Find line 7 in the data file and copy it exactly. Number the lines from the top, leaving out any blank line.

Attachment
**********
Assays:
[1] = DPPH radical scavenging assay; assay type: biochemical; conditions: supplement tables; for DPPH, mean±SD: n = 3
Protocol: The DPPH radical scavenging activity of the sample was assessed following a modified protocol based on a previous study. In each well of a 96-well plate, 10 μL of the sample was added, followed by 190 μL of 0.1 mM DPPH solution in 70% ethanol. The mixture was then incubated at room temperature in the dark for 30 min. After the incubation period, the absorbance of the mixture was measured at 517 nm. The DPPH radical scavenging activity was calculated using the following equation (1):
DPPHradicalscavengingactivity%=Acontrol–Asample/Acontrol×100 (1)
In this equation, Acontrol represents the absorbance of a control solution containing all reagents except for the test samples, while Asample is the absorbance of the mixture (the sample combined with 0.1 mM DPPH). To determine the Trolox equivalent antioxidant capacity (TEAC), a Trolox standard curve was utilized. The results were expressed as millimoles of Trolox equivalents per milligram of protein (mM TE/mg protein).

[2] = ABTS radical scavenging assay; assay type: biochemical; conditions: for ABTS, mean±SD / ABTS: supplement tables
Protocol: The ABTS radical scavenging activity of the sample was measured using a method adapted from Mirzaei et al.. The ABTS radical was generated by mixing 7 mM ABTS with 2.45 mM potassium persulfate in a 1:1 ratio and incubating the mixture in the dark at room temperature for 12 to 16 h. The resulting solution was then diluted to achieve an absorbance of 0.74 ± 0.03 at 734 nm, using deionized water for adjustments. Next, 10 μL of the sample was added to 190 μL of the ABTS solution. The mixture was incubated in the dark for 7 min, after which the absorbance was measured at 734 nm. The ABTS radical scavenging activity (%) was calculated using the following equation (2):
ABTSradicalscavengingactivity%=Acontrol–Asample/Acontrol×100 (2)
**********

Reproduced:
Protocol: The ABTS radical scavenging activity of the sample was measured using a method adapted from Mirzaei et al.. The ABTS radical was generated by mixing 7 mM ABTS with 2.45 mM potassium persulfate in a 1:1 ratio and incubating the mixture in the dark at room temperature for 12 to 16 h. The resulting solution was then diluted to achieve an absorbance of 0.74 ± 0.03 at 734 nm, using deionized water for adjustments. Next, 10 μL of the sample was added to 190 μL of the ABTS solution. The mixture was incubated in the dark for 7 min, after which the absorbance was measured at 734 nm. The ABTS radical scavenging activity (%) was calculated using the following equation (2):